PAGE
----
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Junior guard Lucas Monroe attempts to dribble around Harvard opponents during the game on Feb. 12 at the Palestra. Credit: Anna Vazhaeparambil

The two best teams of the Ivy League faced off on Friday night. The No. 1 ranked Yale Bulldogs had already taken one loss against Penn this season and were looking for revenge. After a long, tough battle with both teams making impressive runs at each other, Yale prevailed with an 81-72 victory.

The game began with both teams being aggressive. Yale took an early liking to the paint, while Penn had the perimeter advantage. Penn guards Jordan Dingle, George Smith, and Clark Slajchert all contributed from beyond the arc. Additionally, Max Martz, who was in COVID-19 protocols last week, made his presence felt early with seven points and four rebounds at the half. Penn, however, made a plethora of mistakes. It committed an astonishing nine turnovers in the first 10 minutes of the game. That number increased to 12 by the end of the half.

“The first half was rough. … I thought we were discombobulated in the first half in particular,” coach Steve Donahue said postgame.

Yale’s defense played the paint extremely well making it hard for Penn to gain momentum. While the Bulldogs were able to get defensive stops, they struggled to knock down their jumpers. Unfortunately for Penn, it was only a matter of time until Yale got going with Jalen Gabbidon who had 14 points and one of the best Ivy League players Azar Swain who had a highlight four-point play giving Yale the lead inside of the final two minutes of the first half. 

The score after one period of play was 36-32 in the Bulldogs’ favor. Dingle and Martz led the way for the Quakers with seven points each. Slajchert and forward Nick Spinoso came off the bench and added five a piece.

The second half started off with extremely aggressive game plans from both teams. The Quakers and Bulldogs traded buckets. Gabbidon continued to feast in the paint, while Penn found offense through multiple contributors. Spinoso was very efficient at the start of the second half, canning a nice three, totaling 13 points at the time.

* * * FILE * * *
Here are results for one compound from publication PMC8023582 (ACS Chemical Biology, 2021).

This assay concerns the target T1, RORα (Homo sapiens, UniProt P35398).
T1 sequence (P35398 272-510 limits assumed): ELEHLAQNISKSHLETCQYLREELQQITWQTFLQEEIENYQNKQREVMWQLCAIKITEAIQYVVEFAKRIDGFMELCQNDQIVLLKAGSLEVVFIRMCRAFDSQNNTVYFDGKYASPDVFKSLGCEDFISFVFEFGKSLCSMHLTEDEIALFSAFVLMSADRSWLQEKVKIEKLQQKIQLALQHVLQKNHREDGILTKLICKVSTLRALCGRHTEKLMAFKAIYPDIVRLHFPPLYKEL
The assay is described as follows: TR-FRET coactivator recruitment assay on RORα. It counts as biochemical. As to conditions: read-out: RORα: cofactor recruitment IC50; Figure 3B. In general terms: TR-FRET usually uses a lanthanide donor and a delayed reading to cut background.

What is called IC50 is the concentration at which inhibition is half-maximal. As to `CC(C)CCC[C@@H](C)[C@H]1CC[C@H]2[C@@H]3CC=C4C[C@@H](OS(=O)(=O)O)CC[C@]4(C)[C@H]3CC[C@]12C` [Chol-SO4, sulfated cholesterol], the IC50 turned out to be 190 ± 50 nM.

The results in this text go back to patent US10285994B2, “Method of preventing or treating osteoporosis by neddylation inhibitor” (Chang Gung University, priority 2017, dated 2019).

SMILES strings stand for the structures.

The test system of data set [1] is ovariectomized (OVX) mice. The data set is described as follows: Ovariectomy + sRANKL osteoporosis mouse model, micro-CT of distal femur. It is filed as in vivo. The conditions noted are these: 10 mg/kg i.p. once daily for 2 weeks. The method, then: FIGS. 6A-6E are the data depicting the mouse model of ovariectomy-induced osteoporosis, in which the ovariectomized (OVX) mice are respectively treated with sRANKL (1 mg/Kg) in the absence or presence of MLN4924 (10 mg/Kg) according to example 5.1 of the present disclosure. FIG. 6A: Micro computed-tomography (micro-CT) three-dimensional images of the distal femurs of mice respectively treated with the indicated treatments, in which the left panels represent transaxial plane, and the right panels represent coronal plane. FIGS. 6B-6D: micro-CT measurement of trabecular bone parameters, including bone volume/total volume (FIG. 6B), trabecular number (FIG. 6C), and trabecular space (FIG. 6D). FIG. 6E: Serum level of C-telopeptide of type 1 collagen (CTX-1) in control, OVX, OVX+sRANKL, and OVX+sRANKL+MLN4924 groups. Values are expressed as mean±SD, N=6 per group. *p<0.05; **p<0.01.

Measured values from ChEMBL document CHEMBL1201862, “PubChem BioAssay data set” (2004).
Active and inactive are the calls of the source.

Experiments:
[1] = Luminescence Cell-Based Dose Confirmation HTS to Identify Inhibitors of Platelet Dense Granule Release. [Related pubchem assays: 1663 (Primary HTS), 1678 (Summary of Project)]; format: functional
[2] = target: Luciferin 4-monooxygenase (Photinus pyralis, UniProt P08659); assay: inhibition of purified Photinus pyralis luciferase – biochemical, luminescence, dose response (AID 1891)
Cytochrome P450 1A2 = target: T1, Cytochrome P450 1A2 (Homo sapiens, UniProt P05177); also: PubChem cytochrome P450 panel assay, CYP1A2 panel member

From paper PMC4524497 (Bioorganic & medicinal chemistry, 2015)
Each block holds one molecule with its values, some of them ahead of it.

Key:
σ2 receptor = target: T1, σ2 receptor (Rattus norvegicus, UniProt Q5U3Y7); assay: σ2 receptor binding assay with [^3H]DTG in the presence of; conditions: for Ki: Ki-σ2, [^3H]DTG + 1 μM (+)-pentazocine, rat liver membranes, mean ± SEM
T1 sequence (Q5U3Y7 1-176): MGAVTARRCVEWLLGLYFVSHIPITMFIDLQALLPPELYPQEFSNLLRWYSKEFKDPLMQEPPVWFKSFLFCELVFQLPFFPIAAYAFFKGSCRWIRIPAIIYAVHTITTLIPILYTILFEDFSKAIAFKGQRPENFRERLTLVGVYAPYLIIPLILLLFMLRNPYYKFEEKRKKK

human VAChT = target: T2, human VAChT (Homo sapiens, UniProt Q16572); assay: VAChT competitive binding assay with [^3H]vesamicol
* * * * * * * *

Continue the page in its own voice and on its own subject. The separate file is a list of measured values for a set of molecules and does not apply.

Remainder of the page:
With about seven minutes left, Yale took a commanding eight-point lead. Swain had come alive hitting jumper after jumper in addition to Gabbidon’s career night. The Quakers seemed to have no answer, but the Red and Blue kept staying within reach thanks to one man: Clark Slajchert. The sophomore stud hit two critical threes in a row around the four-minute mark to keep Penn afloat. Junior Jonah Charles then hit a three of his own to give the Quakers a 71-70 lead.

But it wasn’t enough. The Bulldogs scored seven points straight to essentially ice the game with one minute left. Gabbidon led all scorers and finished with 32 points while Slajchert led the Quakers with 18 including four threes.

“I thought we competed so hard, we had the lead under three minutes on the road. You just gotta somehow figure out how to finish that,” Donahue said postgame. “We know we didn’t play our best game [tonight]. We could play a lot better.”

It should be noted how well Slajchert has been playing. His ability to be a multidimensional scorer and make clutch shots is impressive.

“It’s what we expect from him at this point,” coach Donahue said of Slajchert. “He’s got a confidence and a skill set about him that’s as good as anybody in the league in terms of getting buckets. The best thing about him is he just doesn’t get overwhelmed with the moment. … He plays with a chip on his shoulder and competes at a high level on both sides of the ball.”

The Quakers fall to 8-3 and now third in the conference, while Yale remains at the top of the standings. Penn will face Brown tomorrow evening in Providence hoping to bounce back from a disappointing loss. Penn still has the Ivy Tournament clinched and will look forward to that down the line.